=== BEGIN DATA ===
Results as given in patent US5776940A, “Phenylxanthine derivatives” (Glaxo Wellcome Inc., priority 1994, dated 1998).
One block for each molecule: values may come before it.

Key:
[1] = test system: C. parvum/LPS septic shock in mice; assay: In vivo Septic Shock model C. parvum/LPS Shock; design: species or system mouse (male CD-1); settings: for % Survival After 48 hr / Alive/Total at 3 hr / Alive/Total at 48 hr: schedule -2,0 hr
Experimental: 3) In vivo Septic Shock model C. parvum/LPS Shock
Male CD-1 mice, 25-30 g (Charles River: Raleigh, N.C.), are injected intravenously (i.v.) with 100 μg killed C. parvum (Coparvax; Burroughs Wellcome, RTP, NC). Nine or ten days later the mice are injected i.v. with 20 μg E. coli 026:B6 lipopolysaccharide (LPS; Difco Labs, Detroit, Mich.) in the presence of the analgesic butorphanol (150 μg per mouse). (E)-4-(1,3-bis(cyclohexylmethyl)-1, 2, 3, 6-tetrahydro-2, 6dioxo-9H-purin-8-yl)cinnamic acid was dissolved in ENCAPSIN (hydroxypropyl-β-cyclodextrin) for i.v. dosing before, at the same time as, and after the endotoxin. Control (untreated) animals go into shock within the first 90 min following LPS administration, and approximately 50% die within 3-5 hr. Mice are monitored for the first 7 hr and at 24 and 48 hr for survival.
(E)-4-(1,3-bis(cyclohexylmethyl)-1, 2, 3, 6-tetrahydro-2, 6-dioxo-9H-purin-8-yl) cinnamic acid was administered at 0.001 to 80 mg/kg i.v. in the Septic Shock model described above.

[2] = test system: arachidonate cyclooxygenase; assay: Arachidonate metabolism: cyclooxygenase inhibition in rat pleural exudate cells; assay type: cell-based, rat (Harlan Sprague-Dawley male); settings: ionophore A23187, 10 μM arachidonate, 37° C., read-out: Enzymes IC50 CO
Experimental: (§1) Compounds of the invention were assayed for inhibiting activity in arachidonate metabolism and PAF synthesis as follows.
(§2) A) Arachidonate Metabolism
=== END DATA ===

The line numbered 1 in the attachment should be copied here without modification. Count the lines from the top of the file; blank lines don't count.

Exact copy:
Results as given in patent US5776940A, “Phenylxanthine derivatives” (Glaxo Wellcome Inc., priority 1994, dated 1998).